- In a big pot sauté veg until tender (not garlic, will burn), start with onion and potatoes.
- Add Vinegar and/or other liquids to deglaze (clean and cover pan), cook for a minute or two to take edge off vinegar and cook off alcohol.
- Then add stock, tomato, garlic, chili, and herbs – let it all simmer, allowing time for flavors to “marry”. taste from time to time, see what it needs more of – to your taste.
- Add cooked fish and beans and let simmer together – then start seasoning (careful with the
salt – balance with a sweet), then add more of what you want.
* Note: add more stock moisten or stretch, If too liquid crush some of the beans and
potatoes – or add some tomato paste.
This recipe, from the Bread and Beauty cookbook, celebrates the simple and subtle flavors of winter fruit. All 120 recipes in the book are arranged by season, reflecting the way local food is available and when it is most delicious. Each chapter includes profiles of the farmers, producers, and people who make the Montgomery County Agricultural Reserve an active and meaningful place, along with essays on the Reserve’s issues and history.
- 1 apple, peeled, cored, and sliced
- 1 ripe pear, peeled, cored, and sliced
- 3 TBSP white sugar
- 1/3 cup heavy cream
- ¼ cup sweet white wine
- 2 cups white flour
- 2 ½ tsp baking powder
- ¼ tsp salt
- 11 TBSP unsalted butter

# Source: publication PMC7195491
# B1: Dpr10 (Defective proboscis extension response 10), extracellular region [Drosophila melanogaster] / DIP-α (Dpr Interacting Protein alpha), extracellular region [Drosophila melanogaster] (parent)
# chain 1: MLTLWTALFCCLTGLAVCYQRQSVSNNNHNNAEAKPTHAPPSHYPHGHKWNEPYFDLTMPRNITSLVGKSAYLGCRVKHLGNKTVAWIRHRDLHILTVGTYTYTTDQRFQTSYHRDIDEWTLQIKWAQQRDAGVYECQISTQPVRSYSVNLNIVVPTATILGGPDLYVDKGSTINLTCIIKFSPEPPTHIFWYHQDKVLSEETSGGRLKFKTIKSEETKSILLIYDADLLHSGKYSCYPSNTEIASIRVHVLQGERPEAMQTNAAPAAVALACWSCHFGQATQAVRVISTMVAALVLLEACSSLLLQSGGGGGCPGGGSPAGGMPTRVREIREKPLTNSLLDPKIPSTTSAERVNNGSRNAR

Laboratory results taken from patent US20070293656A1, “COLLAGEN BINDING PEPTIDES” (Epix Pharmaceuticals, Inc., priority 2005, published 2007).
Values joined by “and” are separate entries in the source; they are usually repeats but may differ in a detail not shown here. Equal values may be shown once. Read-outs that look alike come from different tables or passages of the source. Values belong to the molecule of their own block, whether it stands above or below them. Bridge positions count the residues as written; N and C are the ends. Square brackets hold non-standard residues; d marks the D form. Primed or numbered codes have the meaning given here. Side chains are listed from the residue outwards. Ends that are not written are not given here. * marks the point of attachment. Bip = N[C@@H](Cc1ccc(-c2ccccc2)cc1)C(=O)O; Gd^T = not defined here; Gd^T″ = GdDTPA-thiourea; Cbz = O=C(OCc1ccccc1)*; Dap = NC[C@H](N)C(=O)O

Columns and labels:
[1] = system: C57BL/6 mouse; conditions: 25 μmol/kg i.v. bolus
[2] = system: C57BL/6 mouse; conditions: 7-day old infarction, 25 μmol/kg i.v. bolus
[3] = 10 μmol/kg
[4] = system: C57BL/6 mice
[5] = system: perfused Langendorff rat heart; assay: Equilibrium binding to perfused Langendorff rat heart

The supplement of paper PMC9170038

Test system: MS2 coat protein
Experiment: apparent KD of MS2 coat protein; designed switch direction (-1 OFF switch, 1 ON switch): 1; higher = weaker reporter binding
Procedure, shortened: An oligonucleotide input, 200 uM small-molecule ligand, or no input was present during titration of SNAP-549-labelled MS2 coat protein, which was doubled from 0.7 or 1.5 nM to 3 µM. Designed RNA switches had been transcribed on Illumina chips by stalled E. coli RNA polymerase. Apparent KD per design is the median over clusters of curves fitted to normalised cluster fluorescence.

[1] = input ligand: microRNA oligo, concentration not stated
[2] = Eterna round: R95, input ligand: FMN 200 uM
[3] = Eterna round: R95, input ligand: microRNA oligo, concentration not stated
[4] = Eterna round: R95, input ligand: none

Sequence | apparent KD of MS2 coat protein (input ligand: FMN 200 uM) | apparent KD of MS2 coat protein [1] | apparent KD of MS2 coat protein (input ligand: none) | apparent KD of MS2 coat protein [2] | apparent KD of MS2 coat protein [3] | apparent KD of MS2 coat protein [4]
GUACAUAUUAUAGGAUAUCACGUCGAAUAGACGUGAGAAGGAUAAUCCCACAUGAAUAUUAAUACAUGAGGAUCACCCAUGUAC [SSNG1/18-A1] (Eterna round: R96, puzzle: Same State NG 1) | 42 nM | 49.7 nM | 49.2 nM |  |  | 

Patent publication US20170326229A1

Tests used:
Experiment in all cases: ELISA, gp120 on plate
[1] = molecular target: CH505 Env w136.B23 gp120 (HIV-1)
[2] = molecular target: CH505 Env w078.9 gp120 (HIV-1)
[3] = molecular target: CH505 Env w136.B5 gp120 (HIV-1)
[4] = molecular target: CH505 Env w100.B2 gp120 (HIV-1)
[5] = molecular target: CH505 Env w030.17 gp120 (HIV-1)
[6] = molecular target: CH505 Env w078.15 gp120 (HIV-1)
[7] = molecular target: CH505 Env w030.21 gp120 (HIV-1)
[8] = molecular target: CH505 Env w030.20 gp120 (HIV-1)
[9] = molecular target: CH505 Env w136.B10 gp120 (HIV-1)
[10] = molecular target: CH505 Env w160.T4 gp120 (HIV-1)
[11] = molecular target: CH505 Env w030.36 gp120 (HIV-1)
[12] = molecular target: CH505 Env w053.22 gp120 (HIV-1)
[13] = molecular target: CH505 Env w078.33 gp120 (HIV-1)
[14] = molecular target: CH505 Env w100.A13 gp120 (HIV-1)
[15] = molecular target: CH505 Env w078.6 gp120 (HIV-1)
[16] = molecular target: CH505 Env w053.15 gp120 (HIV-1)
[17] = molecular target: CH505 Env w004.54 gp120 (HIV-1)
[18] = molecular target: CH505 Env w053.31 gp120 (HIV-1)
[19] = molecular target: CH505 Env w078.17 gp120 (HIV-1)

- ¾ cup white sugar
- 3 eggs
- 10 TBSP sweet wine
Preheat oven to 325˚F.
Butter and flour a 9-inch springform cake pan. Wrap it in foil or set it on a jelly roll pan to catch any leaks. Set aside.
To make the filling, toss the fruit slices with the sugar, cream, and wine. Set aside.
To make the cake, whisk together the flour, baking powder, and salt. Set aside. Using a mixer, beat the butter and sugar until fully blended. Add the eggs one at a time, scraping down the bowl to make sure they are completely incorporated. Fold in half of the flour mixture, then blend in the wine, and then the remaining flour to make a smooth batter.
Spoon half the batter into the prepared pan and spread the fruit mixture and some of its liquid on top. Spoon the remaining batter as evenly as possible on top (it will smooth and expand as the cake bakes) and trickle on the remaining cream.
Bake for one and a half hours, until the cake is risen, browned, and a cake tester comes out clean. Run a knife between the cake and the pan to loosen the cake. Let it cool in the pan for 15 to 20 minutes and then unmold.